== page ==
Mi Casa no es Su Casa: The Fight for Equitable Transit-Oriented Development in an Inner-Ring Suburb

Willow Lung-Amam, Rolf Pendall, Elijah Knaap

Research output: Contribution to journalArticle

Abstract

Transit-oriented development (TOD) often raises land values and can promote gentrification and the displacement in low-income communities. Little research, however, has shown how communities have organized to fight for more equitable TOD processes and outcomes within particular metropolitan contexts and dynamics of neighborhood change. This case study examines the role of neighborhood-based advocacy and organizing in fighting for equitable TOD and tackling key political and planning challenges in a predominantly Latinx immigrant inner-ring suburb. Their successes show the strengths of community-based, cross-sector coalitions in generating more equitable and inclusive TOD processes, plans, and policies that target conditions of place-based precarity.

Original languageEnglish (US)
Pages (from-to)442-455
Number of pages14
JournalJournal of Planning Education and Research
Volume39
Issue number4
DOIs
StatePublished - Dec 1 2019

Fingerprint

suburb
gentrification
advocacy
fighting
income
community
land value
coalition
low income
immigrant
planning
policy
plan

Keywords

  • Hispanic or Latino communities
  • displacement
  • equitable transit-oriented development
  • immigrant or immigration
  • suburban decline
  • suburban poverty
  • transit-induced gentrification

ASJC Scopus subject areas

  • Geography, Planning and Development
  • Development
  • Urban Studies

Cite this

Mi Casa no es Su Casa : The Fight for Equitable Transit-Oriented Development in an Inner-Ring Suburb. / Lung-Amam, Willow; Pendall, Rolf; Knaap, Elijah.

In: Journal of Planning Education and Research, Vol. 39, No. 4, 01.12.2019, p. 442-455.

Research output: Contribution to journalArticle

@article{923a12f948c6443da9969f614643ffa3,
title = "Mi Casa no es Su Casa: The Fight for Equitable Transit-Oriented Development in an Inner-Ring Suburb",
abstract = "Transit-oriented development (TOD) often raises land values and can promote gentrification and the displacement in low-income communities. Little research, however, has shown how communities have organized to fight for more equitable TOD processes and outcomes within particular metropolitan contexts and dynamics of neighborhood change. This case study examines the role of neighborhood-based advocacy and organizing in fighting for equitable TOD and tackling key political and planning challenges in a predominantly Latinx immigrant inner-ring suburb. Their successes show the strengths of community-based, cross-sector coalitions in generating more equitable and inclusive TOD processes, plans, and policies that target conditions of place-based precarity.",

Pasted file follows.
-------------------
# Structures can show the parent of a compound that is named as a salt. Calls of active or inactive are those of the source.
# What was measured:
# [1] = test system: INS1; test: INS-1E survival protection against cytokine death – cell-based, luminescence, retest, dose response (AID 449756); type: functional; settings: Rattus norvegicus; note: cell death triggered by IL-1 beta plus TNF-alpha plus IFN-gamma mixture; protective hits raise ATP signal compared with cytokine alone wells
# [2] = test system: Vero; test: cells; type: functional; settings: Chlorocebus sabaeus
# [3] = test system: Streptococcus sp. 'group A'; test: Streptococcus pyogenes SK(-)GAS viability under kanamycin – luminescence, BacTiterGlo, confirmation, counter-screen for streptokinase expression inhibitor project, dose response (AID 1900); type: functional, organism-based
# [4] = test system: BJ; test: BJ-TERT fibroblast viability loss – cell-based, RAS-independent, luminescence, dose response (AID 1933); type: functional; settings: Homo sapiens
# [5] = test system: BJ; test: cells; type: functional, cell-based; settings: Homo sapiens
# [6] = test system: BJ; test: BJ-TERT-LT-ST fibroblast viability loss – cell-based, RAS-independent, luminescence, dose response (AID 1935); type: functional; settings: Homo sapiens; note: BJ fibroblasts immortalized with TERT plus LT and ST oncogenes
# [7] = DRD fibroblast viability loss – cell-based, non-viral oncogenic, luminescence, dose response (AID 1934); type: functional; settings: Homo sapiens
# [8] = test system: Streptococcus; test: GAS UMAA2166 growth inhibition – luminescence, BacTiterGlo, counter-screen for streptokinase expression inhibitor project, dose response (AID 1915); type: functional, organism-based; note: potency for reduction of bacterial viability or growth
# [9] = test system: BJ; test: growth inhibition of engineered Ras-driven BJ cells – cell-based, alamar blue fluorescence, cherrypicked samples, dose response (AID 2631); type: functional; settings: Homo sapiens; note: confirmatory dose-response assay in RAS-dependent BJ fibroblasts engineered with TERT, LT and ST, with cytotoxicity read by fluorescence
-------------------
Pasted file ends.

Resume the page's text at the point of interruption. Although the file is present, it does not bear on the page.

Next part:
keywords = "Hispanic or Latino communities, displacement, equitable transit-oriented development, immigrant or immigration, suburban decline, suburban poverty, transit-induced gentrification",
author = "Willow Lung-Amam and Rolf Pendall and Elijah Knaap",
year = "2019",
month = "12",
day = "1",
doi = "10.1177/0739456X19878248",
language = "English (US)",
volume = "39",
pages = "442--455",
journal = "Journal of Planning Education and Research",
issn = "0739-456X",
publisher = "SAGE Publications Inc.",
number = "4",

}

TY - JOUR

T1 - Mi Casa no es Su Casa

T2 - The Fight for Equitable Transit-Oriented Development in an Inner-Ring Suburb

AU - Lung-Amam, Willow

AU - Pendall, Rolf

AU - Knaap, Elijah

PY - 2019/12/1

Y1 - 2019/12/1

N2 - Transit-oriented development (TOD) often raises land values and can promote gentrification and the displacement in low-income communities. Little research, however, has shown how communities have organized to fight for more equitable TOD processes and outcomes within particular metropolitan contexts and dynamics of neighborhood change. This case study examines the role of neighborhood-based advocacy and organizing in fighting for equitable TOD and tackling key political and planning challenges in a predominantly Latinx immigrant inner-ring suburb. Their successes show the strengths of community-based, cross-sector coalitions in generating more equitable and inclusive TOD processes, plans, and policies that target conditions of place-based precarity.

AB - Transit-oriented development (TOD) often raises land values and can promote gentrification and the displacement in low-income communities. Little research, however, has shown how communities have organized to fight for more equitable TOD processes and outcomes within particular metropolitan contexts and dynamics of neighborhood change. This case study examines the role of neighborhood-based advocacy and organizing in fighting for equitable TOD and tackling key political and planning challenges in a predominantly Latinx immigrant inner-ring suburb. Their successes show the strengths of community-based, cross-sector coalitions in generating more equitable and inclusive TOD processes, plans, and policies that target conditions of place-based precarity.

KW - Hispanic or Latino communities

KW - displacement

KW - equitable transit-oriented development

KW - immigrant or immigration

KW - suburban decline

KW - suburban poverty

KW - transit-induced gentrification

UR - http://www.scopus.com/inward/record.url?scp=85074483499&partnerID=8YFLogxK

UR - http://www.scopus.com/inward/citedby.url?scp=85074483499&partnerID=8YFLogxK

U2 - 10.1177/0739456X19878248

DO - 10.1177/0739456X19878248

M3 - Article

AN - SCOPUS:85074483499

VL - 39

SP - 442

EP - 455

JO - Journal of Planning Education and Research

JF - Journal of Planning Education and Research

SN - 0739-456X

IS - 4

ER -